In a similar vein Sam Newberg, who grew up here and writes the Joe-Urban blog, says, “If I was to sum us up in one word it’s ACTIVE. We’re involved politically and in our communities. We ice fish and ride our bikes all winter. We open up our own brewpubs and spend the long winters discussing ideas with our friends. We’re just active.”
Jay Walljasper writes, speaks and consults about urban and community issues. He is author of the Great Neighborhood Book and All That We Share: A Field Guide to the Commons. For many years he was editor of Utne Reader and now edits OnTheCommons.org. This is the first of four reports he is writing for the McKnight Foundation about the prospects of the MSP region. His website is: JayWalljasper.com
SIDEBAR: Advantages To Build Upon
Despite all these challenges, a thorough assessment of our strengths and weaknesses against other U.S. regions shows that MSP’s glass stands closer to full than to empty. Here are some of our current assets:
Business & Economy
- A well-educated workforce
- A strong creative industry sector
- A strong work ethic throughout all levels of the labor force
- A low-cost of living compared to other high-income metropolitan areas
- A diverse economy, which offers resilience in periods of economic upheaval
- Relatively low unemployment
- A hub airport with nonstop flights to 135 destinations, including Europe and Asia
Public Participation, Civil Society & Government
- A vital civic sector, encompassing citizens groups and nonprofit organizations across many sectors
- A strong philanthropic sector, committed to the region
- Civic-minded citizens who show high levels of volunteerism and community engagement
- High social capital due to widespread participation in civic and religious organizations
- Progressive, efficient, transparent government
- Tax-base sharing on the regional scale, which helps poorer municipalities avoid steep decline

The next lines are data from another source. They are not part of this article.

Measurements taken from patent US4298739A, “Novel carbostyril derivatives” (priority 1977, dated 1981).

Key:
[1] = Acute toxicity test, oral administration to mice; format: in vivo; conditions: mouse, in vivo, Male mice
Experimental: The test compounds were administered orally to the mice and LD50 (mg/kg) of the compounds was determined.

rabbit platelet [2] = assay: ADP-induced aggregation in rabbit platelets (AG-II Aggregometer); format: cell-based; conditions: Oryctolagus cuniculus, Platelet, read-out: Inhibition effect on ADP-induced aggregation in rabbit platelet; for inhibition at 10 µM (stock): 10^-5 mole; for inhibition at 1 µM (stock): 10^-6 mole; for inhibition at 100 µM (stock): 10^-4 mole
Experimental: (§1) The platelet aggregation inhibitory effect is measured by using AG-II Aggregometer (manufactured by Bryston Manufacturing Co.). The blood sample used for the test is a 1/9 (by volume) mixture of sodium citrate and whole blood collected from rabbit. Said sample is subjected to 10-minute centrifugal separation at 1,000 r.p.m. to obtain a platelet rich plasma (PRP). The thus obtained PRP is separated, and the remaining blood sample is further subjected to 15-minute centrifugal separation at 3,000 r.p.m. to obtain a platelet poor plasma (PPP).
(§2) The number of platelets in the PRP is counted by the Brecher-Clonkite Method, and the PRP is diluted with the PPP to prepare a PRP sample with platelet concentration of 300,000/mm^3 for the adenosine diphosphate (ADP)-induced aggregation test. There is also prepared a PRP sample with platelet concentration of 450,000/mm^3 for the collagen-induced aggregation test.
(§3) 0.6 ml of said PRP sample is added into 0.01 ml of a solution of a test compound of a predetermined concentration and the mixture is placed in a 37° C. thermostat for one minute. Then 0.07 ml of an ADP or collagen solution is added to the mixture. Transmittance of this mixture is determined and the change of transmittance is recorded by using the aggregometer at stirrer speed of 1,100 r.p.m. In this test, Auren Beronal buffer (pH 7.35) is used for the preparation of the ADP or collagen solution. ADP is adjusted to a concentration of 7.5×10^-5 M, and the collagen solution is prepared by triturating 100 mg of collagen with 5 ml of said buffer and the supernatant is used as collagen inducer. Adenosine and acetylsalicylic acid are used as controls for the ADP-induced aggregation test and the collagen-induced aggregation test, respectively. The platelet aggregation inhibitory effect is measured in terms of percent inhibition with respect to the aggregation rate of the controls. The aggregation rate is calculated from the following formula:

- Regional coordination on transportation, planning, sewers, parks and housing through the Met Council
Education, Arts & Recreation
- A major research university and a many well-regarded four-year and community colleges
- A vibrant, internationally recognized arts community, ranging across all genres and mediums
- A wealth of arts institutions to sustain and inspire local creativity
- Generous funding of the arts at a rate 13.5 times the national average
- A lively, nationally recognized music scene, ranging from orchestras to bar bands
- Excellent parks and trails offering access to nature in people’s neighborhoods that is surpassed no where else in America
- Topnotch outdoor recreation at lakes, forests, prairies and other public lands
- The best network of urban bicycle trails in the country, and high levels of bike commuting
- Five major-league sports teams, plus Big 10 athletics
Community & Social
- Growing ethnic and international diversity
- High rank in ratings of gay-friendly communites
- A burgeoning food scene encompassing gourmet restaurants, ethnic eateries, farmers markets, local food purveyors and food trucks
- Good housing stock with relatively few abandoned or blighted properties
- Widespread recognition as a good place to raise a family
- Plentiful sports, arts, academic and other programs for children
- High attachment to community, making it one of the hardest markets in the country to recruit people away from
- People who grew up here returning at high levels after studying or starting careers elsewhere
- Strong tradition of neighborhood involvement and identity
“So far Minneapolis-St. Paul get good marks,” says Doug Baker, CEO of Eco Lab. But he cautions that we must understand it’s not something in the water. “We need to make it happen.”